Its often very difficult in todays busy world to find time to sit and read anything for either pleasure or simply to extend ones knowledge about the worl we live in. It is even rarer that having found this time, one feels that your eyes have been opened as never before. Stephen Fineman has written such a book. Beautifully written, accessible to all, Stephen introduces readers to the dynamic nature of work, how it evolves over time both historically and personally. It identifies the huge pressures within today's working environment, highlighting the critical importance of emotion at work. This is a must read for anyone interested in today's working environment.
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on 25 April 2013
As a non-academic but inquisitive reader, I found this book fascinating. It opened my eyes to thinking about work from totally different perspectives; how work evolves and constantly changes and adapts. Rather than work being an objective process that we all fit into and accept at face value, it illustrates how we're all implicated in seeing and shaping it. I think work is messy, multi-faceted - often oppressive but also a huge source of satisfaction, and this book seemed to capture and articulate many of these features.
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2 of 3 people found the following review helpful
Work seems to be one of the most important aspects of most of our lives, and we spend many years preparing for it, doing it, and stressing over it. However, most of us don't get to reflect on what is the nature of work in its own right, and it may be surprising to realize that the regimented work and work schedule that we take for granted today is quite an exceptional and recent historical development.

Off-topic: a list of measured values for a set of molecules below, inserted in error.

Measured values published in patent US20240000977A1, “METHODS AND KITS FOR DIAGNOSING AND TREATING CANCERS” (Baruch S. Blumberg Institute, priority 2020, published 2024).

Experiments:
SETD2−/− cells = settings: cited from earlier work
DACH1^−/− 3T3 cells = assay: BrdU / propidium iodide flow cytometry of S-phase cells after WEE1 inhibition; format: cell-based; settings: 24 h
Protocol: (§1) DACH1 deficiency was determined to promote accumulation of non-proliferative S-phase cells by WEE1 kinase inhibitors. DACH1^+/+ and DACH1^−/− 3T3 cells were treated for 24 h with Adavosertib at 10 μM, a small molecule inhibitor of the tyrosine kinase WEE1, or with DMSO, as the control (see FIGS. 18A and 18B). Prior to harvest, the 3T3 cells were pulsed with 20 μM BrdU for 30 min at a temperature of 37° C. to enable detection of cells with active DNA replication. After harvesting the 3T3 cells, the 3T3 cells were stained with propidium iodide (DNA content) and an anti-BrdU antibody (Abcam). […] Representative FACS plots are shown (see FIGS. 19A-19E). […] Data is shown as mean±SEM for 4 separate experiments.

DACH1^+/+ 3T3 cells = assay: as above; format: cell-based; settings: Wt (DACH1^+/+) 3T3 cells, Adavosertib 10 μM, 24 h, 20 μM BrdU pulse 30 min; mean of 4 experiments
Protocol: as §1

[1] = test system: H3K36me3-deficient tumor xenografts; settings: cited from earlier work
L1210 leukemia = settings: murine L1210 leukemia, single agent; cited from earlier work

This short introduction tries to put the notion of work in a broader historical and social context. The book covers several aspects of modern work environment, and shows how we've gotten to this point in the long history of work. It also covers some recent changes in the nature of work (telecommuting for instance), and it anticipates a few further developments in the upcoming years.

Unfortunately, this book is written from a very academic standpoint, and most of it is not even presented from the "soft" social science perspective. It is mostly based on pseudo-humanistic analysis that is so prevalent in the modern academia. It relies too much on neo-Marxism and cultural Marxism for the analysis and interpretation. Most of it is implicit, but there are a few very explicit invocation of Marxist terms and rhetoric. Aside from being very ideologically skewed, this approach has a concomitant problem of not being very useful. It approaches work and the work environment from the perspective of an ever-increasing field of complaints grievances, and victimhoods. Essentially you are being exploited, abused, or alienated if you are looking for work, not looking for work, not being able to find work, working, being underworked, being overworked, being under qualified, being overqualified, working in the office, working form home, working full time, working part time, if you are a woman, if you are a minority, and if you are retired. The 99% of us are victims (something that is stated quite explicitly in the closing pages of the book), work sucks, and it's only probably going to get worse. I couldn't have thought of a more depressing book and message on work. I would discourage anyone from reading this book, lest your whole attitude to work becomes irrevocably gloom and desperate. It's not a good read, and it's not even all that scholarly. I would have expected much better form the Oxford University Press.
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on 6 January 2014
I enjoyed reading this book. It is written well. Although it is entitled "A Very Short Introduction", it discusses many interesting aspects of work life.